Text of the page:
Spotz to share stories from solo row across Atlantic

 

Spotz

Jessica White | Staff Writer

Two years ago, Katie Spotz spent 70 days alone at sea with little more than a pair of oars, 300 chocolate bars and determination.

On March 14, 2010, after 3,038 miles, she became the youngest person to row solo across the Atlantic Ocean, and the first American to row solo from Africa to South America. By campaigning her journey, Spotz — who was 22 at the time — raised more than $100,000 for Blue Planet Network, a nonprofit organization that provides sustainable, safe drinking water to people throughout the world.

Spotz will share hair-raising stories of sharks, fires and 20-foot waves from her journey, as well as her mission and motivation behind the row, at the 2 p.m. Interfaith Lecture Friday in the Hall of Philosophy.

“I was really starting to wonder what I could do to help water, and I just felt really called to do (ocean rowing),” she said. “It’s not sensible, it’s not logical, but there’s something in it for me. I didn’t know what it was, but I knew that there was some reason I had that gut intuitive feeling that this should happen.”

Spotz first heard about ocean rowing when she was living in Australia during the country’s devastating 10-year drought. She began researching charities and sponsors, and she set up a “Row for Water” website, where people could follow her journey and donate to her cause. Sponsors like GaREAT, Pentair Water, Kinetico Water Systems and dozens more covered the entire cost of Spotz’s journey so that all donations went directly to Blue Planet Network. Costs included things such as her 19-foot rowboat, pounds of dehydrated foods, solar-powered navigators and water desalinators.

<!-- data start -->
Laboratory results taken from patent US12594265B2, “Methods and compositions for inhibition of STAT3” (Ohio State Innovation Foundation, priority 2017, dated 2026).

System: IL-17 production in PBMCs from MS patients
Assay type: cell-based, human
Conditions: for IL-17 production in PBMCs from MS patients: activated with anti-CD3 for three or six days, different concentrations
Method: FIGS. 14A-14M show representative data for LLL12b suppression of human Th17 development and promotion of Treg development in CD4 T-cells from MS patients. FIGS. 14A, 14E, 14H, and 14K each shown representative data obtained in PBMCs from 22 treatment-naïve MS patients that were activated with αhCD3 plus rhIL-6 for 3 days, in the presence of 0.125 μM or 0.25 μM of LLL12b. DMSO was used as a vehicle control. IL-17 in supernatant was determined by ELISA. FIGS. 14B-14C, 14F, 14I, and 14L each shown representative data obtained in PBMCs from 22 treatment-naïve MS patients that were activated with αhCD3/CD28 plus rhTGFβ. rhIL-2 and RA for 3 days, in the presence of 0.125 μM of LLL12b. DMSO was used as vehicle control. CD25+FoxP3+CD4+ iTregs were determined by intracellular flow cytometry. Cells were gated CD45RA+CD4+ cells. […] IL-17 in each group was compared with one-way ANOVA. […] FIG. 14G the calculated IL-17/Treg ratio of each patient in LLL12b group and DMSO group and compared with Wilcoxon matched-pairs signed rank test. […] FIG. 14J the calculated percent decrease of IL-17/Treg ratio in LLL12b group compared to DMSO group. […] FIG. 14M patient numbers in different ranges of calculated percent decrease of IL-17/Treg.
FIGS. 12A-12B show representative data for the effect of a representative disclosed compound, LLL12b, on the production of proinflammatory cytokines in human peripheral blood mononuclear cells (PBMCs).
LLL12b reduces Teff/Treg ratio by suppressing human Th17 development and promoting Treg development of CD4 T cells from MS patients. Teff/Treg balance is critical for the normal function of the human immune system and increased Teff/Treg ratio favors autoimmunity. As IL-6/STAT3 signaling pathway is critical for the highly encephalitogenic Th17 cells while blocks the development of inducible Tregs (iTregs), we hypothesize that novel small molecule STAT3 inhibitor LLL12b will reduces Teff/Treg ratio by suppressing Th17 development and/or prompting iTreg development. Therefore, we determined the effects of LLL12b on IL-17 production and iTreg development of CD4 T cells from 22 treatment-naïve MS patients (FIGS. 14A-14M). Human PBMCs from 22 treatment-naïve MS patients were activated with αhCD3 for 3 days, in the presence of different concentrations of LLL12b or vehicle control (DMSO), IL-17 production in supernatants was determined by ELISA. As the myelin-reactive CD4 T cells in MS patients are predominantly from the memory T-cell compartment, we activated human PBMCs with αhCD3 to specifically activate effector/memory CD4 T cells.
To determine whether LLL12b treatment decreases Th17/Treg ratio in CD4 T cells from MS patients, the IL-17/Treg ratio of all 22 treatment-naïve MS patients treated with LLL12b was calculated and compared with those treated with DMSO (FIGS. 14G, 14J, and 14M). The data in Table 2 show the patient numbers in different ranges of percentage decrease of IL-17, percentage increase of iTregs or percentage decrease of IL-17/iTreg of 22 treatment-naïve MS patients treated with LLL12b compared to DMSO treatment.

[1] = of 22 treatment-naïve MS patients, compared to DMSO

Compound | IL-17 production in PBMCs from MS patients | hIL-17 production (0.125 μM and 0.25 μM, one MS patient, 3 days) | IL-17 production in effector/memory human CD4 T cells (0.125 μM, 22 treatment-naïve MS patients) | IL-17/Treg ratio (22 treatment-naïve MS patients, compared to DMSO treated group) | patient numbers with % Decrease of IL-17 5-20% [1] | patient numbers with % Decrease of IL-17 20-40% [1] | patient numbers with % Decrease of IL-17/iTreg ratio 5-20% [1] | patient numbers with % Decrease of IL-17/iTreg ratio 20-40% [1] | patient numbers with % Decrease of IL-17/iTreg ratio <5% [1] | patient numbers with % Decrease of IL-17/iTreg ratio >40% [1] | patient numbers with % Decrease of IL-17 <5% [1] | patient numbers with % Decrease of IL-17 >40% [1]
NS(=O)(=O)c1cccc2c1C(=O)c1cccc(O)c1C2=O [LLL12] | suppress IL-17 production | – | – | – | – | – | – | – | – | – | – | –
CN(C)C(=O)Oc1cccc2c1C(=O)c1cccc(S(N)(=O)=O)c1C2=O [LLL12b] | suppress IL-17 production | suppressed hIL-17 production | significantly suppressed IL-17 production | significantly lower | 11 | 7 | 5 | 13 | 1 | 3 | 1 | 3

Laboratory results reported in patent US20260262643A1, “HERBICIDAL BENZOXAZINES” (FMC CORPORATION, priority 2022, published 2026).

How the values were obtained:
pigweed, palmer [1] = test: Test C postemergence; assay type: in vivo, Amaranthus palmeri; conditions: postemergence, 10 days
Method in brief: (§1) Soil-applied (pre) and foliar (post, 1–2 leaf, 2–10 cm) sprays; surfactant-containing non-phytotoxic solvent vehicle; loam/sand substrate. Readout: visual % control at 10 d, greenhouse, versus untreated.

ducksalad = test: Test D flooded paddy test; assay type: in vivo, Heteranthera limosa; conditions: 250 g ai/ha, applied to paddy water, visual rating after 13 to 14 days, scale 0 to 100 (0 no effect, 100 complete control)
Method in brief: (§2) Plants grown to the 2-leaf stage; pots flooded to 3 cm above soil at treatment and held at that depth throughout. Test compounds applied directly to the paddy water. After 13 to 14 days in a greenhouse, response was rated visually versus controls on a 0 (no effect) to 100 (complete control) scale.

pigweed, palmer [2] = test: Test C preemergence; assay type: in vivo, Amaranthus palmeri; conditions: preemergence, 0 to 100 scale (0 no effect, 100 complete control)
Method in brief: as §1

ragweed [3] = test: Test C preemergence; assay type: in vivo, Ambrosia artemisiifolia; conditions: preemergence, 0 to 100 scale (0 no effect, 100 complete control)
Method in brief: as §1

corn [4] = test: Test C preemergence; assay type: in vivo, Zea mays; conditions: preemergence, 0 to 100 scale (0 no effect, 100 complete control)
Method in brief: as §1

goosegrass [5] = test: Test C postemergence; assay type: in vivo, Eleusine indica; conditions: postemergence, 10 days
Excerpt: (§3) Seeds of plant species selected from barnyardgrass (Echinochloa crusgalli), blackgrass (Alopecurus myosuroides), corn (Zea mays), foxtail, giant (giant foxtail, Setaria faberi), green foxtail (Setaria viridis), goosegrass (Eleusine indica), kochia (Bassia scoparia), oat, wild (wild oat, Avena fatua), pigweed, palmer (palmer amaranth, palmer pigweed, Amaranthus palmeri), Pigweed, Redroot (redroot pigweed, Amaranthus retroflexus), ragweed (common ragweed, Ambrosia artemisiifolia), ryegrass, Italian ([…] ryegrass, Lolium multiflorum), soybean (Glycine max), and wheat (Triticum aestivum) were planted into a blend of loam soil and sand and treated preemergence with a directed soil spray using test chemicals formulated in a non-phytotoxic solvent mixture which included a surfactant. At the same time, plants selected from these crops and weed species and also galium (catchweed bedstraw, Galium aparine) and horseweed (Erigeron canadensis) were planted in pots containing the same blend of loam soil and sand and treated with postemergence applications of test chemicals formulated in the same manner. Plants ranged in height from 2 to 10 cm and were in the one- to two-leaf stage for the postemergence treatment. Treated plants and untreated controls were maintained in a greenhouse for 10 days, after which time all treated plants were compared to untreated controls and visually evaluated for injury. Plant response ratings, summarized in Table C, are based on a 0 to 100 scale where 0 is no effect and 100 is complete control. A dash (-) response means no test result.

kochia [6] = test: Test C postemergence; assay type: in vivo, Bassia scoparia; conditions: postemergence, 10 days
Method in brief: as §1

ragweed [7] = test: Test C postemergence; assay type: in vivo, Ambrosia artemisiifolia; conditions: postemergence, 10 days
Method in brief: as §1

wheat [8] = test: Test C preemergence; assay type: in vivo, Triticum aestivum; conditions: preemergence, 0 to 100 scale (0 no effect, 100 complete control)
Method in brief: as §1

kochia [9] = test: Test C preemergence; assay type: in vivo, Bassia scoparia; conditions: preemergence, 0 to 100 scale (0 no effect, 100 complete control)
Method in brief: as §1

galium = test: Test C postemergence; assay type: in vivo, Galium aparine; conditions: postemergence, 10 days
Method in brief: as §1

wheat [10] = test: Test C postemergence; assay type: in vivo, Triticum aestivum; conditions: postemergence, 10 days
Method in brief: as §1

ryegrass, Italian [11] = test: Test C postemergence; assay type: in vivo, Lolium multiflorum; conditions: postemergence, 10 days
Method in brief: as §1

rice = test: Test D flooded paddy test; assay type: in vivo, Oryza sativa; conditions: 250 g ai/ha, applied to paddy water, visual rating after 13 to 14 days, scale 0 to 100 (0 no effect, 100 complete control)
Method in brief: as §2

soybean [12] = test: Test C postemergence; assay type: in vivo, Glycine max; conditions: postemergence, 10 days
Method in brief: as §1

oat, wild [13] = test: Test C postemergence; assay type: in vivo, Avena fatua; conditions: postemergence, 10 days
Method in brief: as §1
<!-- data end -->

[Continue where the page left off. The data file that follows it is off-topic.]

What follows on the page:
The 70-day, five-hour and 22-minute row was the most physically and mentally challenging journey of Spotz’s life, but it wasn’t her first endurance challenge. Before Row for Water, Spotz ran 150 miles solo across the Mojave and Colorado deserts, cycled 3,300 miles across the United States, and swam the 325-mile length of the Allegheny River — which she was the first person to do. Spotz did that and more to challenge herself and to raise money for charity.

Since the row, Spotz has launched more campaigns to raise money for safe drinking water in Kenya. In “Ride for your Lives,” Spotz and a team of 12 others raced more than 3,000 miles across the U.S., from California to Maryland. The team cycled non-stop from start to finish, with members rotating for brief breaks to eat and sleep in a following RV. In “Schools for Water,” Spotz paired 10 schools in the U.S. with 10 schools in Kenya to provide safe drinking water for more than 10,000 children.

“I saw how kids wouldn’t go to school, because they’d have to walk four miles to get water,” she said. “I wanted to find a way to connect kids in Kenya with kids in the States and really bring that story to life.”

One in six people does not have access to clean water. It is easy to be unaware of the problem while living in the U.S., Spotz said, but it is also easy to help.

“I don’t want to say that everyone should care about water, but everyone should know that they can make a difference and do a lot by simply donating,” she said. “With Blue Planet Network, $30 is enough to help one person gain access to clean drinking water for life.”

For Spotz, water is life. She doesn’t know how long she will do endurance challenges, but she said water is a lifelong passion.

“I think that fitness will always be a big part of my life, but I see the potential is even greater when it’s inclusive and shared instead of the solo endurance challenges,” she said.